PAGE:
In the last 30 years, the different governments have been mere instruments executing the dictates of an all-powerful oligarchy. There is now relative autonomy of the federal government with respect to the various power elites, for the benefit of the capitalist system as a whole. Its class character continues to be bourgeois, but with the capacity to implement policies that go against neoliberal orthodoxy.

The new party in power does not rely on corporatist control of social organizations (even, in the case of Obrador, it is rather hostile to any process of self-organization of the masses). Its relationship with the social is reduced to considering the movements as simple voters, in an individualized manner. Consequently, Morena is not a political party in strict terms: it is a simple apparatus for electoral participation. It does not have a territorial structure for the organization and discussion of its hundreds of thousands of members, it is controlled vertically by a bureaucratic caste that defines the appointment of its leaders and their candidacies, and now it is the refuge of thousands of turncoats (chapulines or grasshoppers) from right-wing parties.

But the above does not mean that Morena no longer has any hope. There is a latent conflict, in a truce due to the electoral process, between sectors of the left — which still has weight and hopes to make Morena a democratic party, committed to social struggles and led by those who represent the original liberatory ideology — and a right-wing bureaucracy that seeks to maintain control of the apparatus and subject it to the designs of the governments in power. An updated reissue of a state party. We will see how this conflict is resolved.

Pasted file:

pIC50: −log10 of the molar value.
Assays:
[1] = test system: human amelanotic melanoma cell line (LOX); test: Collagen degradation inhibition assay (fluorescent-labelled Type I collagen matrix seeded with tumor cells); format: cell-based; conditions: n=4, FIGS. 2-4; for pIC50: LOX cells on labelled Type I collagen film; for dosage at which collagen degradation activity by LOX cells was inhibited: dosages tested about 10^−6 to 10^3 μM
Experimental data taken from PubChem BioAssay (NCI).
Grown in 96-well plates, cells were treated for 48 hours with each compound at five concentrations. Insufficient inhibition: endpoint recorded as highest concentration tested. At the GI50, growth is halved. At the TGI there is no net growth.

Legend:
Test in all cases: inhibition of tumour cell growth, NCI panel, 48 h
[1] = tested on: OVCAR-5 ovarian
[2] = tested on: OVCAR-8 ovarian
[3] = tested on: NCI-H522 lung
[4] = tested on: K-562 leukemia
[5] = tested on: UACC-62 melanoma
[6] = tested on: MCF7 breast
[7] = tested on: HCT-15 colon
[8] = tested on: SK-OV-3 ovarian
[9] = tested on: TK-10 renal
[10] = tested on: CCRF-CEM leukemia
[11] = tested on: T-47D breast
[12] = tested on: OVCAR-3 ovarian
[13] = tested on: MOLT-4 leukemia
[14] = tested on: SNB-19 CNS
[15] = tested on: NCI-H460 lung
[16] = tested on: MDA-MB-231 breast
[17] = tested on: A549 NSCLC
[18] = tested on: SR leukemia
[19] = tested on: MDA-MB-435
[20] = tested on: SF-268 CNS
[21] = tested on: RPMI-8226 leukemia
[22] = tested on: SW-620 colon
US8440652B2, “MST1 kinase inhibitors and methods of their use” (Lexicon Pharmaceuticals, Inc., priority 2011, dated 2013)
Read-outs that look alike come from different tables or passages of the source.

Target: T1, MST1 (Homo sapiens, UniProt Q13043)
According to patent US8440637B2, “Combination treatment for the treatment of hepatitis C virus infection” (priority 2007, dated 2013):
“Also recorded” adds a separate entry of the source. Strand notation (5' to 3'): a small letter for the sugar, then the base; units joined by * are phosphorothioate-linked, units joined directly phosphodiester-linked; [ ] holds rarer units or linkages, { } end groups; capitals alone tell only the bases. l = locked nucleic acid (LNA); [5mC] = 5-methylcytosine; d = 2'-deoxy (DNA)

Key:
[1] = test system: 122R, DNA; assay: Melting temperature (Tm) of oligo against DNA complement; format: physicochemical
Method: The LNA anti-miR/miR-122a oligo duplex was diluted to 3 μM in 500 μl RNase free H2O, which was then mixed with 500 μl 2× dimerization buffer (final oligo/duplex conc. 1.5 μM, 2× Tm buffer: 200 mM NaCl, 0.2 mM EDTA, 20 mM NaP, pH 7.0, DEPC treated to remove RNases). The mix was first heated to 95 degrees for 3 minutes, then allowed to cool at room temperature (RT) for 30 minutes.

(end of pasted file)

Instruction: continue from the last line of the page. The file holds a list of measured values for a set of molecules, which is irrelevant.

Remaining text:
Unlike other countries in Latin America, where the emergence of progressive governments was a product of the push of social movements, in Mexico social movements are much weakened. They suffered various defeats and setbacks that left them divided and unable to be subjects with their own weight in the current process of change. Despite various attempts, to date we have not been able to build an alternative social pole. However, we have made modest progress with the recovery of various unions in the automotive and maquila industries and dozens of strikes have broken out to achieve better wages and working conditions. That’s all, or almost all.

Nonetheless, it is important to point out that there is no Chinese wall between the eruption of the masses in the electoral field to oust the bosses’ parties from power and taking advantage of the new political scenario to build authentic unions and promote the fight in defense of water, land, and the environment, achieve food sovereignty, and reactivate the countryside as a producer of organic foods without agrotoxins. After all, these are two versions of the same struggle, that are present amongst the citizenry or among social classes. The task of Mexican socialists is to build a bridge between the two.

Republished and translated from Jacobin América Latina

José Luis Hernández Ayala is a delegate of the Mexican Union of Electrical Workers (SME) and a member of the National Executive of the New Trade Union Center (NCT).